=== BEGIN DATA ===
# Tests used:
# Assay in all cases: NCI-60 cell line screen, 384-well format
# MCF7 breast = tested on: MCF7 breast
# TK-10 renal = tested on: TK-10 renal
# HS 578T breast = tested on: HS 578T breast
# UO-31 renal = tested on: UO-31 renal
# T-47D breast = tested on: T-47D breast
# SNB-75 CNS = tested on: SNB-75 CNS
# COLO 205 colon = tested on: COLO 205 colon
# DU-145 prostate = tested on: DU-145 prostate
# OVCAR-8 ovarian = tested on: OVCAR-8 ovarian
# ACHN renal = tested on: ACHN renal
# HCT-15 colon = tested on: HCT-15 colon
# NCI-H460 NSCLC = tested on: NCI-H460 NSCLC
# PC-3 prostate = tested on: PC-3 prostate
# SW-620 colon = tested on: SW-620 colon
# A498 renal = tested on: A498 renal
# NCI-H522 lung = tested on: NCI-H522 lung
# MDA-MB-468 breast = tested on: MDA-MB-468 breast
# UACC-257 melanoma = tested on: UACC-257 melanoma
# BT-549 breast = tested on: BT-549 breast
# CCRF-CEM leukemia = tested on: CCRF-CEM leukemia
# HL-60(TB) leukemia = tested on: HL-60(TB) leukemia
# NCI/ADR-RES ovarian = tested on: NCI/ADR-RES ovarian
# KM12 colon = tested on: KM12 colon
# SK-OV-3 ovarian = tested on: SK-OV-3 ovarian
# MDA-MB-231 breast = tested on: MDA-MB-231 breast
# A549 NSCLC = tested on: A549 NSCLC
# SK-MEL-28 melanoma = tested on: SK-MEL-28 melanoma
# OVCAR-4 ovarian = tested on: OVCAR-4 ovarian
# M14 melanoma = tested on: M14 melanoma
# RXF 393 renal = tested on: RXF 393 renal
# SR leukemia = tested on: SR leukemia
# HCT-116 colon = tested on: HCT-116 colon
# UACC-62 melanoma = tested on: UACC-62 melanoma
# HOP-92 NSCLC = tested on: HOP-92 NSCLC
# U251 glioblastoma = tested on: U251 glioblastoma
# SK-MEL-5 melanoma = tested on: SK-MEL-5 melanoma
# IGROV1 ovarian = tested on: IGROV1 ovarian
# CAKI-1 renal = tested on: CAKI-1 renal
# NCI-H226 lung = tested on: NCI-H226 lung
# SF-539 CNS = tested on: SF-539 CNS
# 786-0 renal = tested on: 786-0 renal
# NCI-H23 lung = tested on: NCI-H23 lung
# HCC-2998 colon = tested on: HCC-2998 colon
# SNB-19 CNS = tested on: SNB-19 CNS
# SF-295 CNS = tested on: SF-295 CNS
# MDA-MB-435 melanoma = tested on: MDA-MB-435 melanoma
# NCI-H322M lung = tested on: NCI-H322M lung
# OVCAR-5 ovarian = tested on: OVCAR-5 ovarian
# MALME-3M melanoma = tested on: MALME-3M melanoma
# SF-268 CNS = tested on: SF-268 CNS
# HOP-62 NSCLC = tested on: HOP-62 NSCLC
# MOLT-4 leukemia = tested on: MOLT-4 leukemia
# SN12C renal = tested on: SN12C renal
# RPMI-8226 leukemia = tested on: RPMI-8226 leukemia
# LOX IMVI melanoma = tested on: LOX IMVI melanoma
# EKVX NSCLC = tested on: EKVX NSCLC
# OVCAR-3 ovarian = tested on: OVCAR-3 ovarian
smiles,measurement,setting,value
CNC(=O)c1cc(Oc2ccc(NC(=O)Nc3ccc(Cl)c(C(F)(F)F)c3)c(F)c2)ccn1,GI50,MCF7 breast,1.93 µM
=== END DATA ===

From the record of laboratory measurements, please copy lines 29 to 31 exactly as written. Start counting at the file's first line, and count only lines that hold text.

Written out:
# SK-MEL-28 melanoma = tested on: SK-MEL-28 melanoma
# OVCAR-4 ovarian = tested on: OVCAR-4 ovarian
# M14 melanoma = tested on: M14 melanoma